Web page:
Sep 15, 2010, 06:54AM

Is Jay-Z The Greatest Rapper of All Time?

A handful of New York and Detroit shows say yes.

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The triumphant concerts at Yankee Stadium this week, and in Detroit earlier this month, co-headlined by Jay-Z and Eminem have renewed arguments over whether either of them is what LL Cool J once termed the G.O.A.T.—greatest of all time. “This was the show that all other hip-hop shows will be judged against,” decreed Newsday (subscription required) about the first NYC show, and other critics were likewise hyperbolic: A writer for MTV.com compared the guest star-heavy shows to The Last Waltz , while the New York Timesreliably windy Jon Caramanica declared, “When you’ve run out of peaks, all that’s left are ridiculous, sublime stunts, new ways to climb old mountains.”

Declaring an artist of any genre or medium its “best” is a fool’s game (Picasso or Rothko? Beethoven or Mozart? Snooki or Paris?), but it’s hard not to at least consider the question in hip-hop in the face of such effusions. Eminem delivered a surprisingly strong selling album, Recovery, in June that at least partially indicated that the increased navel-gazing so prevalent on his previous Relapse releases had been overcome. (And yet, for all its catchiness, the current single “Love the Way You Lie” includes the already infamous rhyme, “Now you get to watch her leave out the window/Guess that’s why they call it window pane” is one for the ages—and not in a good way.)

Yet Em, certainly on top of the world around the time of 8 Mile, has since sunken too far into self-parody to be believed. That thousand-mile stare he continues to employ has gone from spooky to silly, and the joyless recitation of a relatively humorous “Top 10 List” on Letterman would seem to indicate that his sense of humor—a key ingredient on his early releases—has more or less abandoned him.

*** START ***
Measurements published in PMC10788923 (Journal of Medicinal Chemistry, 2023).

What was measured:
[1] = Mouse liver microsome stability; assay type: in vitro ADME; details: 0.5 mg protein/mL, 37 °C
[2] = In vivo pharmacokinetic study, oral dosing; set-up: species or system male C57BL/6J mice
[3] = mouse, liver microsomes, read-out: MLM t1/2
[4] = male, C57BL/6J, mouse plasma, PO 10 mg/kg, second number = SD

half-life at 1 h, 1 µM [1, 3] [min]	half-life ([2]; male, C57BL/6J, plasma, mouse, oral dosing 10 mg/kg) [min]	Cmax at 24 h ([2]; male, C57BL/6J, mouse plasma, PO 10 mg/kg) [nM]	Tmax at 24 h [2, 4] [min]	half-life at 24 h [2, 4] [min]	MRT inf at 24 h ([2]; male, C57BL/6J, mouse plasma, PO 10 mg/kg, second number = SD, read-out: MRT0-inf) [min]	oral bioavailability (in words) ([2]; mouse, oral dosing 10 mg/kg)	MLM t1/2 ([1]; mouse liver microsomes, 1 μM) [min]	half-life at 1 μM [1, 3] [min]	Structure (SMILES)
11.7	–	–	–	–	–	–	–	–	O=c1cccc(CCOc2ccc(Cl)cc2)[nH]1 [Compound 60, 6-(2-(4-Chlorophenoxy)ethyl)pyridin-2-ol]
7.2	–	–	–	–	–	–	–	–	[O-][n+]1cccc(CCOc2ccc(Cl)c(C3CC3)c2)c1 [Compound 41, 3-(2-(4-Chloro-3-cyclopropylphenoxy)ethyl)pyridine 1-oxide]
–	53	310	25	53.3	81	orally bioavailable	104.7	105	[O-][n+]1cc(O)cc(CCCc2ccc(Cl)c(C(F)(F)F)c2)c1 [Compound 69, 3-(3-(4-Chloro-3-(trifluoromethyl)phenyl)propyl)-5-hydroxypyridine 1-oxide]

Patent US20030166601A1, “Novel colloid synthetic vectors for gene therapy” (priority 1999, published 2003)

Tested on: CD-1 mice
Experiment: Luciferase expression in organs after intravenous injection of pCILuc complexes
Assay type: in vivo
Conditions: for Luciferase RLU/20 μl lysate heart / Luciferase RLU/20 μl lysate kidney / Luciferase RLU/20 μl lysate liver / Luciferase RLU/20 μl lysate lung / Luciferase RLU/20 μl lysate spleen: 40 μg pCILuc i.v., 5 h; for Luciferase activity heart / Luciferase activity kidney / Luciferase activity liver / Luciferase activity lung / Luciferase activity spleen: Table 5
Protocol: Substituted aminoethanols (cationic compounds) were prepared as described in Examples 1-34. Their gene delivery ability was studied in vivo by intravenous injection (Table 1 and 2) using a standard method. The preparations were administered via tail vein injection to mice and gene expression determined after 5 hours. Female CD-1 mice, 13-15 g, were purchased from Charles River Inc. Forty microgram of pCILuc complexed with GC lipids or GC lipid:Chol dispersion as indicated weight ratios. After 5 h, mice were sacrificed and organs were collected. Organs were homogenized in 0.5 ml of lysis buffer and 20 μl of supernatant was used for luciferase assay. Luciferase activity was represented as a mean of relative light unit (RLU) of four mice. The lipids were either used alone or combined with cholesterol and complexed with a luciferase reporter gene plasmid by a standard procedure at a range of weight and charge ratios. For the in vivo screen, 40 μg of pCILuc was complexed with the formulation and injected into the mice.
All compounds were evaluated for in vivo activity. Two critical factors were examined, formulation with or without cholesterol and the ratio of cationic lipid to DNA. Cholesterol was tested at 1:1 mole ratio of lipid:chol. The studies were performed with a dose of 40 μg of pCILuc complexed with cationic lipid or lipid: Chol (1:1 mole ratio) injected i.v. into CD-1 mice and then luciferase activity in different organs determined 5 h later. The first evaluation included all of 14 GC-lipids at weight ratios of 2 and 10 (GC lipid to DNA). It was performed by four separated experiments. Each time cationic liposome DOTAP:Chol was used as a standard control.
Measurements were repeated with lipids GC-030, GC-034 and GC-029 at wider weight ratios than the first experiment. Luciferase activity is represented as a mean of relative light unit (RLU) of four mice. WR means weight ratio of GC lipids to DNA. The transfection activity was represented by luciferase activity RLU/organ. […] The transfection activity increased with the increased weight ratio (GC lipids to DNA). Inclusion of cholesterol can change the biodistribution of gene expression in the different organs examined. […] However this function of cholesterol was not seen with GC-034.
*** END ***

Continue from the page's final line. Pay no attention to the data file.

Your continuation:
Playing the hard guy fits Jay-Z better in a number of ways. The impact of the various Blueprint albums is still being felt, as is The Black Album, which also inadvertently managed to both make Danger Mouse a household name and provide curious hip-hop heads entry into Radiohead.

Inviting guests to come along for the ride on an album or in concert is de rigueur in hip-hop these days, but no one does it better, and with more élan, than Jay. He’s the Robert Altman of rap; anybody who’s anybody will drop everything to work with him, whether it’s Kanye West, Dr. Dre or Eminem. The occasional missteps—that horrible “Hope for Haiti” collaboration with U2 immediately springs to mind—are minimized by his greater works. That he’s managed to bag Beyonce doesn’t hurt either.

It’s when you consider the genre’s history that calling Jay “the greatest ever” gets tricky. Progenitors like Kurtis Blow and Afrika Bambaataa; early Def Jam acts like Cool J and Public Enemy; the various members of NWA; Rakim; Biggie/Tupac; arguments can be made for them all.

And yet Shawn Carter’s achievements both as an artist and entrepreneur make him a unique entity. Given the performance below at Yankee Stadium of the new single “Monster”—whose supporting cast includes Rick Ross, Nicki Minaj, and of all people Bon Iver—I’d say he still comes out on top.


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